Dec 23, 2021 - Energy & Environment

Louisiana firm to pay $475M over longest-running U.S. oil leak

A Louisiana-based oil company will pay $43 million in civil penalties and damages and $432 million to a clean-up trust fund over a spill in the Gulf of Mexico, the Justice Department announced Wednesday.

Why it matters: Taylor Energy's former Gulf of Mexico offshore oil production facility is the source of the longest-running oil spill in U.S. history, ongoing since 2004, per a Department of Justice statement.

  • Nicole LeBoeuf, director of NOAA's National Ocean Service, said in a statement the proposed settlement "represents an important down payment to address impacts" of the spill — which began when a Taylor Energy production platform some 10 miles off Louisiana's coast collapsed during Hurricane Ivan.
  • The resulting oil discharge "continues to this day," the DOJ noted.

Details: Under the settlement agreement that's subject to final court approval, Taylor must dismiss three existing lawsuits it filed against the federal government. But it does not admit any liability.

The big picture: Ivan triggered a mudslide, causing the Taylor production platform to collapse, with 16 of the 25 damaged undersea wells leaking since then, per the New York Times.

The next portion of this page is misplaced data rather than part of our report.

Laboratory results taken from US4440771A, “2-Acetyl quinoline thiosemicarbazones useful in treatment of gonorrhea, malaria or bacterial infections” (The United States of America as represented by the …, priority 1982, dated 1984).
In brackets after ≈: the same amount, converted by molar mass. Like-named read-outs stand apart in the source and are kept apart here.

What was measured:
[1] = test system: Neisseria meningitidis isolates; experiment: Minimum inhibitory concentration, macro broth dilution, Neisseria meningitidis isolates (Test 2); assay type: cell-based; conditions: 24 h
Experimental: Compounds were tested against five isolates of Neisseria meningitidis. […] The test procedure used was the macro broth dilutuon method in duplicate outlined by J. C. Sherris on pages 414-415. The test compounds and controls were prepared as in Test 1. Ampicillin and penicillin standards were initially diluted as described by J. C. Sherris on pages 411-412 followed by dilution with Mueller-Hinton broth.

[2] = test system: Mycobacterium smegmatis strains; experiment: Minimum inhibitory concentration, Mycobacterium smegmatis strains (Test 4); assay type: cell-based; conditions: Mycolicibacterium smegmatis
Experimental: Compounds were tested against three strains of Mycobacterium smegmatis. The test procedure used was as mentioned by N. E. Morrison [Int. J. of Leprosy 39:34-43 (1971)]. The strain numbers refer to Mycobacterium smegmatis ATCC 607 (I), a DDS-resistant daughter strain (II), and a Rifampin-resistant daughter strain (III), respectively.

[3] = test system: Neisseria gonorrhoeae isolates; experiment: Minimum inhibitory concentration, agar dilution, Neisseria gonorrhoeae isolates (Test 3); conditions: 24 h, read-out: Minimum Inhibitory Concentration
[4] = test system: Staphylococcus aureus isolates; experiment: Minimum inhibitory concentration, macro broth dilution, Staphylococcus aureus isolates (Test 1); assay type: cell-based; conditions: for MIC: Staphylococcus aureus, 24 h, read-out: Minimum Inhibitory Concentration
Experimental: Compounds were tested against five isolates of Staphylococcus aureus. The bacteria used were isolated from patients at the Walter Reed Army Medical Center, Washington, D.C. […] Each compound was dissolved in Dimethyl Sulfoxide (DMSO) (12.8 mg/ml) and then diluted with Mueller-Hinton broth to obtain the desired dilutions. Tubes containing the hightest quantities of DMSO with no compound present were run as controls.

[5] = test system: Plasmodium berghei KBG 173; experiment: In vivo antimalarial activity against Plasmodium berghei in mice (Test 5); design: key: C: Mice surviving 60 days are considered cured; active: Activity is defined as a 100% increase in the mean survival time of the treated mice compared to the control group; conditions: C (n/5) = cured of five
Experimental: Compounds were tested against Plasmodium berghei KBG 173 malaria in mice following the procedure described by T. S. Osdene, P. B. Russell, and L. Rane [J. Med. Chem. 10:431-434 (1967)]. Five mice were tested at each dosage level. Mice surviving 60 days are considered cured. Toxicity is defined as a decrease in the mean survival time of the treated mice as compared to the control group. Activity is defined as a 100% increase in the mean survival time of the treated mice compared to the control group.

• Taylor managed to cap the others but said it couldn't do so with the rest because they were "buried under so much mud and debris," per the NYT.
  • U.S. Coast Guard Capt. Will Watson, sector commander in New Orleans, noted in a statement that for the past three years teams had removed more than 800,000 gallons of oil that had been discharging into the Gulf of Mexico.

What they're saying: "Despite being a catalyst for beneficial environmental technological innovation, the damage to our ecosystem caused by this 17-year-old oil spill is unacceptable," said Duane Evans, U.S. attorney for the Eastern District of Louisiana.

For the record: Taylor "sold its oil and gas assets in 2008 and ceased all drilling and production operations," according to a website statement. It now exists today solely to respond to the spill.

The other side: Taylor couldn't immediately be reached for comment.

  • The company said in a statement to CBS' "60 Minutes" when the show covered the spill last month that Taylor "has retained and relied upon the world's foremost experts to study and then recommend a plan of action ... We continue to advocate for a response driven by science."

What's next: The U.S. District Court will decide whether to approve the settlement's proposed consent decree at a date to be scheduled.

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